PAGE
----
INDIANAPOLIS — Columbus Caudle was an 18-year-old headed to college on a basketball scholarship just a month ago. Today, he's bound to a wheelchair after a bullet went through his back and paralyzed him from the waist down.
"I'm the person that doesn't need to be helped around. I can do everything by myself basically," Caudle said. "But now, I need help a lot."
He's still getting used to things.
"This is my life from now on," Caudle said. "Until I get back on my feet, this is my life."
Caudle had moved away from Indiana to Florida when he was 16, then Georgia this past September when his mother passed away.
"I got a tattoo of my mom, right here. I look at that every day," he said. "That just pushes me to keep going."
That loss led Caudle to chase his passion.
"Only thing on my mind was, 'Do everything for her.' So that was my motive," Caudle said. "And then my uncle was like, 'Come live with me. Let's make this happen, like make your dream come true.'"
His uncle, basketball Hall of Famer Shaquille O'Neal, took Caudle in his senior year of high school and helped him reach one of his dreams. Caudle earned a full-ride scholarship to Alabama State University to play basketball.
"He just graduated three, four weeks ago, walked over the stage, which was an extremely emotional moment with our mom not being there," said Caudle's older sister Mykayla Granson. "We've just all been on an all-time high because he made it."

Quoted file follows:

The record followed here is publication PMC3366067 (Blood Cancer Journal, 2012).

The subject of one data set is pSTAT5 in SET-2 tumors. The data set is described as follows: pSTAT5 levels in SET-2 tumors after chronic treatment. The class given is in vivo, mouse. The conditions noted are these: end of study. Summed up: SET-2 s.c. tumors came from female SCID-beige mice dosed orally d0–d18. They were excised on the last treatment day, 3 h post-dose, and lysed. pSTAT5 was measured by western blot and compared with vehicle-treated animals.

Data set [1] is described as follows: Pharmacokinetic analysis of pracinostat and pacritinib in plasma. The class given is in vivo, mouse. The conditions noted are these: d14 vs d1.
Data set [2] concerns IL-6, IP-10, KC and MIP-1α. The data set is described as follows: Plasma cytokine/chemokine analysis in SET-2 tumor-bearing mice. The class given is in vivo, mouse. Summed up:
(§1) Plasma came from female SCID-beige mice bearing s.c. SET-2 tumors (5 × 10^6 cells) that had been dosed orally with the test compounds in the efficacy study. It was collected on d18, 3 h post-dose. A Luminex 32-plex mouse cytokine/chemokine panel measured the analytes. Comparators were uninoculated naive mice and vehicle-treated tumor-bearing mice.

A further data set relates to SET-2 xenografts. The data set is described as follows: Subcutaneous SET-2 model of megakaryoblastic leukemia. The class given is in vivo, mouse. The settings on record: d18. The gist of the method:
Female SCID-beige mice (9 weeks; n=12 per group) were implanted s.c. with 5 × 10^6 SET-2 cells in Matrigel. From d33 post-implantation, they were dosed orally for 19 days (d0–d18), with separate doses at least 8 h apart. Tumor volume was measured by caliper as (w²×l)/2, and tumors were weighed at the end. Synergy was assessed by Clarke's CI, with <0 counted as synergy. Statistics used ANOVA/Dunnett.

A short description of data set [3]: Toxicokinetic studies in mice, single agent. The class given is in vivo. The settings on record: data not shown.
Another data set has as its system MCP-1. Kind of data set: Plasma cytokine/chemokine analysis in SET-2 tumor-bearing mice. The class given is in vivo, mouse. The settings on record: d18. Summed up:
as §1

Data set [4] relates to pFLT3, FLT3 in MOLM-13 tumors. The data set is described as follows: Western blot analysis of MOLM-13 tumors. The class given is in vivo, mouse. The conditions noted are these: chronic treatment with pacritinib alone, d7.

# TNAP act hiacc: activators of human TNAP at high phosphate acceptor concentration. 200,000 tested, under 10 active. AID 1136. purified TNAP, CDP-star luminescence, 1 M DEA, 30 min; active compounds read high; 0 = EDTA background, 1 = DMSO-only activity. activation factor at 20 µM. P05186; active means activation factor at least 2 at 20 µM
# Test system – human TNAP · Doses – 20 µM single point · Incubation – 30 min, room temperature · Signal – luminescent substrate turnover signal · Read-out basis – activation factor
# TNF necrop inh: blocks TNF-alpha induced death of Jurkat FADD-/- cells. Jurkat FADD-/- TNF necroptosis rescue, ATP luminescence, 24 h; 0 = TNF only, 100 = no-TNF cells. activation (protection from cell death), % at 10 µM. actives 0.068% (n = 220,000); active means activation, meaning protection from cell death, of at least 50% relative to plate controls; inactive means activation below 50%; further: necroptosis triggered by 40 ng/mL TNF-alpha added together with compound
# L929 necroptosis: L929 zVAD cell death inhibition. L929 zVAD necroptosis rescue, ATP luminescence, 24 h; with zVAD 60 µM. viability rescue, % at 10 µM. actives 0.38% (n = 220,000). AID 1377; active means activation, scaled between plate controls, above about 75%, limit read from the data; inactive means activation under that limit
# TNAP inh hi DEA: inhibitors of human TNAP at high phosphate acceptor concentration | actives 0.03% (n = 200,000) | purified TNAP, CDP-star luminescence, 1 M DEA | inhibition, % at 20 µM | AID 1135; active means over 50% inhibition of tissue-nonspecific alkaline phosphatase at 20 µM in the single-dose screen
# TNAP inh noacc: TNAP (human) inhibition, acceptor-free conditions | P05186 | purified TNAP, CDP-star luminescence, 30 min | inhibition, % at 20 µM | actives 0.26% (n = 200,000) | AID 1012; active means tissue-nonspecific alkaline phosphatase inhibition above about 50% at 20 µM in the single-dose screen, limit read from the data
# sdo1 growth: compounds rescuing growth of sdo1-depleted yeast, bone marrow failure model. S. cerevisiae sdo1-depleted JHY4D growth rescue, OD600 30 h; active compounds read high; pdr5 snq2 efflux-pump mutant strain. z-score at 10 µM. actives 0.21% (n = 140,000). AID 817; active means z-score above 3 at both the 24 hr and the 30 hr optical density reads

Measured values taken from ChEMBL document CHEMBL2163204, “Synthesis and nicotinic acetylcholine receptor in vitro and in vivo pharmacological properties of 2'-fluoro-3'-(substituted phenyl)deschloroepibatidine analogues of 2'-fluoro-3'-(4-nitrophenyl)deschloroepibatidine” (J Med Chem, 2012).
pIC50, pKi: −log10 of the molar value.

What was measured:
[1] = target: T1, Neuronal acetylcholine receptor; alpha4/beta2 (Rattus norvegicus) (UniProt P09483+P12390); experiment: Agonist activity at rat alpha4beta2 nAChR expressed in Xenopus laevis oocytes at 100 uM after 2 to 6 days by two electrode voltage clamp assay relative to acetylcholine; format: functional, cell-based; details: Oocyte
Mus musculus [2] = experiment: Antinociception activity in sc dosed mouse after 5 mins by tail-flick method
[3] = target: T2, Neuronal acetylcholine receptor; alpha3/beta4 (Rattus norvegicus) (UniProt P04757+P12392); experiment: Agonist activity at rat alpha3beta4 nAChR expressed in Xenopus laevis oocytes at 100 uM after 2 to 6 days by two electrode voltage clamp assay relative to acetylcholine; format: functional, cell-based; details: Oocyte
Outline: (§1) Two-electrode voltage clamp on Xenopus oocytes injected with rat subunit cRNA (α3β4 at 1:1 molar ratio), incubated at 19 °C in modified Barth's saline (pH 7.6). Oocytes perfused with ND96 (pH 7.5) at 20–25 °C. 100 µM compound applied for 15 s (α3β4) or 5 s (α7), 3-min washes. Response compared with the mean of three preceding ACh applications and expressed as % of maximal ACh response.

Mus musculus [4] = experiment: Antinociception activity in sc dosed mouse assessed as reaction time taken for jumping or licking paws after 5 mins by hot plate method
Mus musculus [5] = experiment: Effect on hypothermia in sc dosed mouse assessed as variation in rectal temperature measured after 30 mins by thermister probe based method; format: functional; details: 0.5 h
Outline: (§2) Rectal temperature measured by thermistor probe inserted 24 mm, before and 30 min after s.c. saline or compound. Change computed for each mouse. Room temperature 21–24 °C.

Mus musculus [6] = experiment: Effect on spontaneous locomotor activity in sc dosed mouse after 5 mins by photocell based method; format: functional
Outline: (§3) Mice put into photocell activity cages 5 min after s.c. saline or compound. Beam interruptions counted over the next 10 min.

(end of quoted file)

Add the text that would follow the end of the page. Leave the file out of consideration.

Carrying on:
But on a quick visit to his hometown of Indianapolis for a friend's graduation, his life changed.
"I was planning on going back to Georgia, working a little bit, and then going to college," Caudle said. Then, at the friend's graduation party, things took a turn. "Shots just get fired out of nowhere. I'm running and I heard the last shot just go through the garage, and just hit me in the back. I took two steps, and it was just done."
Caudle, the only person who was shot at the party, was rushed to the hospital.
"I'm feeling my legs like, 'I can't feel my legs no more,'" he said. "They’re like, 'You're going to basically be paralyzed.'"
It's a diagnosis he's determined not to live with forever.
"They told me I had 5% (chance to walk again)," Caudle said. "We're going to fight for that 5%."
Basketball or not, Caudle will head to school.
"(Alabama State's) leaving my full ride on the table, so I really appreciate them for that," he said. "It's just a blessing. It's a blessing, really."
Caudle's family started a fundraiser for his recovery. They're hoping to send him to a rehab center in Florida or Georgia where he can continue his journey to walk again. To donate, click here.